In terms of the degrees pursued, many attended U.S.-based universities for post-graduate work. PYMNTS’ review of DHS data found 47 percent of international students, 255,395 in total, attended U.S. universities for a master’s degree. Another 157,822 students (29 percent) attended in pursuit of a bachelor’s degree. 

Problems with cross-border payments

The 541,442 students attending universities in the U.S. come from all over the world, pursuing degrees ranging from medical sciences to arts and more. No matter their major or country of origin, though, international students attending schools in the U.S. share a common experience: payments woes.

Far too many encounter a cross-border payment and international funds transfer system riddled with inefficiencies. These can include higher costs of sending funds, creating problems for international students and their families as well as university administrators who process the payments. To top that off, transferring tuition overseas can mean numerous players involved in the cross-border transfer process. That can eat into the value of an international payment, with players like banks and invisible intermediary actors profiting off the current system and decreasing the value of students’ tuition payments.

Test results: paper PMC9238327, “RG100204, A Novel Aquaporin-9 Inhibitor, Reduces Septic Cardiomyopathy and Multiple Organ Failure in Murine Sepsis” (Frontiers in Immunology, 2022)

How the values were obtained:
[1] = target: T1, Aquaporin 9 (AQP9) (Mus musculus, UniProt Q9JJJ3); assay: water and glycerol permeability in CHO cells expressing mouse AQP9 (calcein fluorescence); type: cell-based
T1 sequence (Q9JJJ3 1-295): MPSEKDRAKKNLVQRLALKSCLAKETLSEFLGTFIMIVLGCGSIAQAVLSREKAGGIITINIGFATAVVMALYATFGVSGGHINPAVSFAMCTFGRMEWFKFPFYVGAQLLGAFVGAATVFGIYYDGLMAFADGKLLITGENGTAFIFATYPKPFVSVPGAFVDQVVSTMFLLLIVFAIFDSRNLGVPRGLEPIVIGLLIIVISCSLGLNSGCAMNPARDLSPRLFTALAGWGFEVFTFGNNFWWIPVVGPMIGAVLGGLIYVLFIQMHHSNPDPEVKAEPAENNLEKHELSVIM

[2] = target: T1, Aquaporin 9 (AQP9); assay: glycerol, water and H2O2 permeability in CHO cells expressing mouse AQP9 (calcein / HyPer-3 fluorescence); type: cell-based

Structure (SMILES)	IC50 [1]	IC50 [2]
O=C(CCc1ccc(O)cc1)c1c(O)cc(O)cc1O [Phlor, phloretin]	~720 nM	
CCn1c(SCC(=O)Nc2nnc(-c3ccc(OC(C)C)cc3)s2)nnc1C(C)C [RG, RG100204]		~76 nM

At the end of the day, international students and their families are getting a crash course on the various challenges involved in international money transfers. Among the most important lessons is that there are many expenses involved in the process that can serve as rude awakenings for those who were not prepared for them.

Many banks charge fees for a fixed money transfer, for example, with amounts that can vary by the bank used to facilitate the transaction. Each bank has its own approach to setting fees, with some financial institutions setting their rates by the currency in which people send their money. This means one user will pay a higher fee if funds are sent in Rupees as opposed to a university’s local currency.